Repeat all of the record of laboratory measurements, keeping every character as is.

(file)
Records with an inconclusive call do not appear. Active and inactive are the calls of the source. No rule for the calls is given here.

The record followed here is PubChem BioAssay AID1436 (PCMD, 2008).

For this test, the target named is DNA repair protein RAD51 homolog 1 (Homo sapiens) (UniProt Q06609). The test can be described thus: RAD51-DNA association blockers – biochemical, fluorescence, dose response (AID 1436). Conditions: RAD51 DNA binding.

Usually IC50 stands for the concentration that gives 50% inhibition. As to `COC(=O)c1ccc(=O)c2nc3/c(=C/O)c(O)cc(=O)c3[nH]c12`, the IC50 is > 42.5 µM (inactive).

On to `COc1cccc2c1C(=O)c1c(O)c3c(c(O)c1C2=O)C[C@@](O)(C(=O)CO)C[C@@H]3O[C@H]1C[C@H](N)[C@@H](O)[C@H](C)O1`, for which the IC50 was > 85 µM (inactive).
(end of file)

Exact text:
Records with an inconclusive call do not appear. Active and inactive are the calls of the source. No rule for the calls is given here.

The record followed here is PubChem BioAssay AID1436 (PCMD, 2008).

For this test, the target named is DNA repair protein RAD51 homolog 1 (Homo sapiens) (UniProt Q06609). The test can be described thus: RAD51-DNA association blockers – biochemical, fluorescence, dose response (AID 1436). Conditions: RAD51 DNA binding.

Usually IC50 stands for the concentration that gives 50% inhibition. As to `COC(=O)c1ccc(=O)c2nc3/c(=C/O)c(O)cc(=O)c3[nH]c12`, the IC50 is > 42.5 µM (inactive).

On to `COc1cccc2c1C(=O)c1c(O)c3c(c(O)c1C2=O)C[C@@](O)(C(=O)CO)C[C@@H]3O[C@H]1C[C@H](N)[C@@H](O)[C@H](C)O1`, for which the IC50 was > 85 µM (inactive).